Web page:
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Why not use the educational games direction to re-enforce art history or
art elements and principles? The students could select one or the group to
include somehow into a board game. For example: Roll the dice and move
around the board when the player gets the correct answer. Draw a card (made
from the Shorewood catalog) and name the artist, or name the most important
element the artist used in that artwork, or name the art movement.
Just some thoughts about board games from Connecticut's northwest corner!
1-8 art on the cart
Lee H. Kellogg School
Falls Village, CT 06031
>In a message dated 97-02-02 18:04:27 EST, you write:
><< One of the best I received was in an Ancient History class, and the game
> was about early Humans, and if you pulled the wrong card, you went back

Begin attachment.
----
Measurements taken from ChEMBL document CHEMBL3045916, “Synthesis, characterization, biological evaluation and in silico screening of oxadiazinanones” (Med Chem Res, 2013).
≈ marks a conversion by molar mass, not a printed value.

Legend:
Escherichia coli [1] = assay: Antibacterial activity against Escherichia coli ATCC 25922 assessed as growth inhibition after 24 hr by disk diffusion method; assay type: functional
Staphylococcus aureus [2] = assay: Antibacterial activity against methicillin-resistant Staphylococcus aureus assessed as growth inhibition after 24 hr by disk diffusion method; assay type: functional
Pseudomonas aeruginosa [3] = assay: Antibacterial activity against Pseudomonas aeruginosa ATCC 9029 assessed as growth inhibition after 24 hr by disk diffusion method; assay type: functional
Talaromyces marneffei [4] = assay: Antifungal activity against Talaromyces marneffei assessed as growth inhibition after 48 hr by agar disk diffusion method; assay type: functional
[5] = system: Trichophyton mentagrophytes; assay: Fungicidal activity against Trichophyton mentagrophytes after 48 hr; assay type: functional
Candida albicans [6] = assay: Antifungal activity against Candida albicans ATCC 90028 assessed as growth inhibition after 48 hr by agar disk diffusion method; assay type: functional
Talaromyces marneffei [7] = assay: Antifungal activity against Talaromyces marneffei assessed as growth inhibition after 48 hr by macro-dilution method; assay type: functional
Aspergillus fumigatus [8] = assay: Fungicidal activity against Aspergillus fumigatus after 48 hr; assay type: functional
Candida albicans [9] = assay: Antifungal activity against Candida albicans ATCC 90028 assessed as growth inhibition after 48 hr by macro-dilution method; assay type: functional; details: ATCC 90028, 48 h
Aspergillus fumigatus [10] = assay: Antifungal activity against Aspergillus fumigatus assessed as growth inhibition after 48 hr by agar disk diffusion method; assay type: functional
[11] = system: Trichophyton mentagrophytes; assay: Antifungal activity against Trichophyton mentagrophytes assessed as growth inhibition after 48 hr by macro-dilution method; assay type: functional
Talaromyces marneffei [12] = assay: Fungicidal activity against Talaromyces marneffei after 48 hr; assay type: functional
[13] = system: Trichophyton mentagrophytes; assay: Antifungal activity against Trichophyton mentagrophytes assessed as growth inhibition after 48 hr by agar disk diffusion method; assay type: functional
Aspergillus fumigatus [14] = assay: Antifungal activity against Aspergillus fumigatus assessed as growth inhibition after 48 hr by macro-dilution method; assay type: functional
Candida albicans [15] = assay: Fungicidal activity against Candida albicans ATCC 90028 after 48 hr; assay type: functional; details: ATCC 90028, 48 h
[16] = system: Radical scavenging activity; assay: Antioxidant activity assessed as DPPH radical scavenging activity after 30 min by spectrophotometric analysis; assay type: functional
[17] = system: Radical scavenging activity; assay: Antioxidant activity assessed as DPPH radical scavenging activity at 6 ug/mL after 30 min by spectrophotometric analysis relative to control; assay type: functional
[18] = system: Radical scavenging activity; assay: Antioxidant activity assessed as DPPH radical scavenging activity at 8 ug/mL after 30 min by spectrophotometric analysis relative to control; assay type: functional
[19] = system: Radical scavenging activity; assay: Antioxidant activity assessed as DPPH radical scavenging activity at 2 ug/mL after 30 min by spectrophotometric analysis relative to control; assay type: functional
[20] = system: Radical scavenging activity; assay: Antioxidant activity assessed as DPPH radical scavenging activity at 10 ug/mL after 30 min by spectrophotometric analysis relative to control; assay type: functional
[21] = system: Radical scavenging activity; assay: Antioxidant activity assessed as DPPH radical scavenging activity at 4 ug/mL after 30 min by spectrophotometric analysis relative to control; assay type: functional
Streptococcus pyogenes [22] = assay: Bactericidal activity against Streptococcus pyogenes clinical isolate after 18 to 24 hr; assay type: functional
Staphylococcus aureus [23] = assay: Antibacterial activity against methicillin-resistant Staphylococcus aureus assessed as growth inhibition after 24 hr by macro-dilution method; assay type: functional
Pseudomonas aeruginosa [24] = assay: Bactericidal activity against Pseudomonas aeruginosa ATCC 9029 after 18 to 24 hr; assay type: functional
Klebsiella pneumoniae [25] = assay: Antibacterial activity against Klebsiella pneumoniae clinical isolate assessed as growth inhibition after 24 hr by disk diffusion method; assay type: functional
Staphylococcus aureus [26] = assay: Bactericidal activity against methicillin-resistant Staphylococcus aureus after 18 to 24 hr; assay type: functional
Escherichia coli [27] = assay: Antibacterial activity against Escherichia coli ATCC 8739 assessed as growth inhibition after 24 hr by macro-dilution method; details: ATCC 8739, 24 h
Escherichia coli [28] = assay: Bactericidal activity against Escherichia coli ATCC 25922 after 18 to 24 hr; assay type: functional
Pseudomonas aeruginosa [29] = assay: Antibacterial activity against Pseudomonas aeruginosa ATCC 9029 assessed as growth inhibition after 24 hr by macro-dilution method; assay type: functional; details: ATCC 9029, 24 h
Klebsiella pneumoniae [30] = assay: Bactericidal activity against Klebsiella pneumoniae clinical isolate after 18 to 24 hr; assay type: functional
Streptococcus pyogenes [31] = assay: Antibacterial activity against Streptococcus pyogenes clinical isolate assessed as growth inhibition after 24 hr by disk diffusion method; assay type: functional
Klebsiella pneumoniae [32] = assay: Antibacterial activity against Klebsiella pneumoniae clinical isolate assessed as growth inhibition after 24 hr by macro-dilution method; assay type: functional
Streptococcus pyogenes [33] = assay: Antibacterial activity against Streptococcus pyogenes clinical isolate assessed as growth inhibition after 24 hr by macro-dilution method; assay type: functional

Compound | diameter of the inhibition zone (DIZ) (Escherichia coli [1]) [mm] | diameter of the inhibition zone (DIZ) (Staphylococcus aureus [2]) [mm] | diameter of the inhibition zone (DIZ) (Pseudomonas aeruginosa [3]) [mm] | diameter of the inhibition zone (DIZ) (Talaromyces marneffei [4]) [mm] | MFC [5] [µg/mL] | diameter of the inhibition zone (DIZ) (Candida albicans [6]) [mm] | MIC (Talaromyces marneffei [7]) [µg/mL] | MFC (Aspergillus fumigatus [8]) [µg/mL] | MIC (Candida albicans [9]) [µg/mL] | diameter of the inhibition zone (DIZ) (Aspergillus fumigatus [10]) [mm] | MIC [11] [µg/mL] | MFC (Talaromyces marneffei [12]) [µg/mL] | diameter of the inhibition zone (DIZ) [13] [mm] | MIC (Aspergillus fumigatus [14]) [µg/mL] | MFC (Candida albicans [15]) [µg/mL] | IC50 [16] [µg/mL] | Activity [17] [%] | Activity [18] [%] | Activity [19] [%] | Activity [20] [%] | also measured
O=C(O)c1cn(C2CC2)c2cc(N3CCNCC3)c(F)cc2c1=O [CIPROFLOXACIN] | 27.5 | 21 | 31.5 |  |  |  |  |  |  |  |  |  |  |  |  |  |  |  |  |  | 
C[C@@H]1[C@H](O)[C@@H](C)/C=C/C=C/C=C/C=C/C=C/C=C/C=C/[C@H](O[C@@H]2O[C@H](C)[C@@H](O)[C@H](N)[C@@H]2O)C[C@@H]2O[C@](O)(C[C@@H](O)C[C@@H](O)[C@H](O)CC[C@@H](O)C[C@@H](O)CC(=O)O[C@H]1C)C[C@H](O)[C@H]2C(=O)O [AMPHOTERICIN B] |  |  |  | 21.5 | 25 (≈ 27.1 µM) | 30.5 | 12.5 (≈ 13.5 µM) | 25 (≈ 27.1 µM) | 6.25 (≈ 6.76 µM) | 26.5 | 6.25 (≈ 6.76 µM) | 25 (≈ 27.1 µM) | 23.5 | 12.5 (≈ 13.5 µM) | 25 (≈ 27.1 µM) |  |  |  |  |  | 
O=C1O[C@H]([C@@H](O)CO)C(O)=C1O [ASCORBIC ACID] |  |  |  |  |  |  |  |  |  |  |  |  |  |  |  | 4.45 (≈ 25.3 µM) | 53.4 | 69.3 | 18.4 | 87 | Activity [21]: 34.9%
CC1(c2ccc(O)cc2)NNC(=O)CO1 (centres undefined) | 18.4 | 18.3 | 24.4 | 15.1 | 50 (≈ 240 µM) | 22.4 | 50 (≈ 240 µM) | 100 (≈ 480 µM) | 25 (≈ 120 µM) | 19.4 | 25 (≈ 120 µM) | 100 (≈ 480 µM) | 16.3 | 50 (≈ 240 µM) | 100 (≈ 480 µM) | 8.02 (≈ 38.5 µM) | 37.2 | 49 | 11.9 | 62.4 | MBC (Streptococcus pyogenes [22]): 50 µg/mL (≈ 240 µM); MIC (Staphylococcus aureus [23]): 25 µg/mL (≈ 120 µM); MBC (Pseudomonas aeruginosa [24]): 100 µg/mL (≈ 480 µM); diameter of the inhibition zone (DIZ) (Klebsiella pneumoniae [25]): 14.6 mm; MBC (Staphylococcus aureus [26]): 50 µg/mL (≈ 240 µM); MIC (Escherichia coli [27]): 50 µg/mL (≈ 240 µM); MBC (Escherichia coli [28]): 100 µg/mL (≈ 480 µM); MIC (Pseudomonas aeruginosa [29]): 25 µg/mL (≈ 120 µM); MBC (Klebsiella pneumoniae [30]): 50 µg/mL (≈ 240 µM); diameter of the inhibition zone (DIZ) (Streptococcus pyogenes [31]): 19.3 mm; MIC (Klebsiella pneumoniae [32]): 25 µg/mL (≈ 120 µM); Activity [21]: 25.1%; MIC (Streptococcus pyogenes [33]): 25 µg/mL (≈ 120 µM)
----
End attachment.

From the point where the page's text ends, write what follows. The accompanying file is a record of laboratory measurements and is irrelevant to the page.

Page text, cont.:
> down the evolutionary tree, so to speak. Am I on the same track as you? >>
>Evolutionarily speaking? :-) Charlotte, your ideas are wonderful - I'm in
>the bad habit of laying the tracks as I go, as I sit here in front of my
>computer reading about Game Theory in the encyclopaedia. I wasn't sure of
>the themes, but I think I will point out to my kids how there is a big market
>for educational games, so we will work in that direction. Perhaps I will let
>students pick any one of their other subjects to base the game on.
>Thanks! Keep the ideas coming!